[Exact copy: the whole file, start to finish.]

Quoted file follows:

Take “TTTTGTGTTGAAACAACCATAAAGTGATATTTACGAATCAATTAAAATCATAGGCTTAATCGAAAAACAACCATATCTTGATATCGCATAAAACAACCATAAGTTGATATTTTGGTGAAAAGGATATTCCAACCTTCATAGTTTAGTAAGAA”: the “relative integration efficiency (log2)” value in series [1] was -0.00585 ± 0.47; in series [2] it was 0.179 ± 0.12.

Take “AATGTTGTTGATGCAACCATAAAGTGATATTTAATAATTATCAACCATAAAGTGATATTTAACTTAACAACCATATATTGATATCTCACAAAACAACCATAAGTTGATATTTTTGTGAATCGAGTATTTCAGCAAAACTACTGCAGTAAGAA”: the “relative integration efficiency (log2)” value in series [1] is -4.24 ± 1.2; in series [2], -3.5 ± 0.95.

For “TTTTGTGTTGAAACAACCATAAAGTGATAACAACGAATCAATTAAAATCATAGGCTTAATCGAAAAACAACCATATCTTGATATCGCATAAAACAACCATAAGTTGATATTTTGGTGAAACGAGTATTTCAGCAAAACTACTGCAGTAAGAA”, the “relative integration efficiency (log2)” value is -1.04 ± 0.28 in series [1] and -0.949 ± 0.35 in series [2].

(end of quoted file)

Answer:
Take “TTTTGTGTTGAAACAACCATAAAGTGATATTTACGAATCAATTAAAATCATAGGCTTAATCGAAAAACAACCATATCTTGATATCGCATAAAACAACCATAAGTTGATATTTTGGTGAAAAGGATATTCCAACCTTCATAGTTTAGTAAGAA”: the “relative integration efficiency (log2)” value in series [1] was -0.00585 ± 0.47; in series [2] it was 0.179 ± 0.12.

Take “AATGTTGTTGATGCAACCATAAAGTGATATTTAATAATTATCAACCATAAAGTGATATTTAACTTAACAACCATATATTGATATCTCACAAAACAACCATAAGTTGATATTTTTGTGAATCGAGTATTTCAGCAAAACTACTGCAGTAAGAA”: the “relative integration efficiency (log2)” value in series [1] is -4.24 ± 1.2; in series [2], -3.5 ± 0.95.

For “TTTTGTGTTGAAACAACCATAAAGTGATAACAACGAATCAATTAAAATCATAGGCTTAATCGAAAAACAACCATATCTTGATATCGCATAAAACAACCATAAGTTGATATTTTGGTGAAACGAGTATTTCAGCAAAACTACTGCAGTAAGAA”, the “relative integration efficiency (log2)” value is -1.04 ± 0.28 in series [1] and -0.949 ± 0.35 in series [2].